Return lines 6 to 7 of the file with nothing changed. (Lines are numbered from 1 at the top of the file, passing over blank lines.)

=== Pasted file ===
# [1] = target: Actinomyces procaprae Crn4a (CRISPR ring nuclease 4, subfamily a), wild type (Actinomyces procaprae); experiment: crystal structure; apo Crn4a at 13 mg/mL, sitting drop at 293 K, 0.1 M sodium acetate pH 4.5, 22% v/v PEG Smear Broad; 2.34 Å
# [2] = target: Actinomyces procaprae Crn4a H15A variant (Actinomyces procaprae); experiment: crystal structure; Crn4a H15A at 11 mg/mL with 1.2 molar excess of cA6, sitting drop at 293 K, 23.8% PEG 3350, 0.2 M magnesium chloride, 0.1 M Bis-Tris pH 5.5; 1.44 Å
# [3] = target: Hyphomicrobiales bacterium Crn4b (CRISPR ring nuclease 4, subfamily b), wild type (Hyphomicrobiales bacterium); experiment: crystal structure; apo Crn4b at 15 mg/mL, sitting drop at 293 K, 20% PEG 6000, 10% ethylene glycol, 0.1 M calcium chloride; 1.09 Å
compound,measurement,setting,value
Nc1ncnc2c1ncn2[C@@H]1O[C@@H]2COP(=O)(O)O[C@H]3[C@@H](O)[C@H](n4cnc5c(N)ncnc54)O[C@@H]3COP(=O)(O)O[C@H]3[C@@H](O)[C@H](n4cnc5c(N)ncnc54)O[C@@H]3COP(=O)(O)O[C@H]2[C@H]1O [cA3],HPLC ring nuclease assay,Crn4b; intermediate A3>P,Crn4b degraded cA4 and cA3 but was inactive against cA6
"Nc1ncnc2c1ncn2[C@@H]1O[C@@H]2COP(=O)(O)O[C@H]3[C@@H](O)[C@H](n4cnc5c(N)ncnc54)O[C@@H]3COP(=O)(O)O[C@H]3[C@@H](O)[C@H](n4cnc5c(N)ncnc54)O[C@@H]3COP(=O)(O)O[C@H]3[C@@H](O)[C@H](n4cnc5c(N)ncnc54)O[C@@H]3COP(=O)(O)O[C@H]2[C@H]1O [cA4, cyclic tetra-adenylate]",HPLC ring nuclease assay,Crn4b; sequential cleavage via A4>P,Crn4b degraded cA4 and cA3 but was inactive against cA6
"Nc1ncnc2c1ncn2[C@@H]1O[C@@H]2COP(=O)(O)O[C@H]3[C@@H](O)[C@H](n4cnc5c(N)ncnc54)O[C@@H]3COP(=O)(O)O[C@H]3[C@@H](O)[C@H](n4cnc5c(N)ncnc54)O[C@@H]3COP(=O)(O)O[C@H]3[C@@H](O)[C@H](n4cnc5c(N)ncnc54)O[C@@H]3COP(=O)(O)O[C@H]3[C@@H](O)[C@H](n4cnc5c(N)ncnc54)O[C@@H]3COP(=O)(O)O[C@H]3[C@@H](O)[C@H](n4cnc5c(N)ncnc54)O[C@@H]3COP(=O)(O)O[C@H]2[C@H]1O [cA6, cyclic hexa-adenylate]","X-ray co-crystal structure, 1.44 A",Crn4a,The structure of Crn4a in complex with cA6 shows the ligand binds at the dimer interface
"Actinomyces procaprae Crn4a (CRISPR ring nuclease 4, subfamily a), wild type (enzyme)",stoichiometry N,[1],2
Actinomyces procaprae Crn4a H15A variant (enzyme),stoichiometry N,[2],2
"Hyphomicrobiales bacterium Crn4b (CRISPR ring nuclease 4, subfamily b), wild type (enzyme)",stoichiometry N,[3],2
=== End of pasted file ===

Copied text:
"Nc1ncnc2c1ncn2[C@@H]1O[C@@H]2COP(=O)(O)O[C@H]3[C@@H](O)[C@H](n4cnc5c(N)ncnc54)O[C@@H]3COP(=O)(O)O[C@H]3[C@@H](O)[C@H](n4cnc5c(N)ncnc54)O[C@@H]3COP(=O)(O)O[C@H]3[C@@H](O)[C@H](n4cnc5c(N)ncnc54)O[C@@H]3COP(=O)(O)O[C@H]2[C@H]1O [cA4, cyclic tetra-adenylate]",HPLC ring nuclease assay,Crn4b; sequential cleavage via A4>P,Crn4b degraded cA4 and cA3 but was inactive against cA6
"Nc1ncnc2c1ncn2[C@@H]1O[C@@H]2COP(=O)(O)O[C@H]3[C@@H](O)[C@H](n4cnc5c(N)ncnc54)O[C@@H]3COP(=O)(O)O[C@H]3[C@@H](O)[C@H](n4cnc5c(N)ncnc54)O[C@@H]3COP(=O)(O)O[C@H]3[C@@H](O)[C@H](n4cnc5c(N)ncnc54)O[C@@H]3COP(=O)(O)O[C@H]3[C@@H](O)[C@H](n4cnc5c(N)ncnc54)O[C@@H]3COP(=O)(O)O[C@H]3[C@@H](O)[C@H](n4cnc5c(N)ncnc54)O[C@@H]3COP(=O)(O)O[C@H]2[C@H]1O [cA6, cyclic hexa-adenylate]","X-ray co-crystal structure, 1.44 A",Crn4a,The structure of Crn4a in complex with cA6 shows the ligand binds at the dimer interface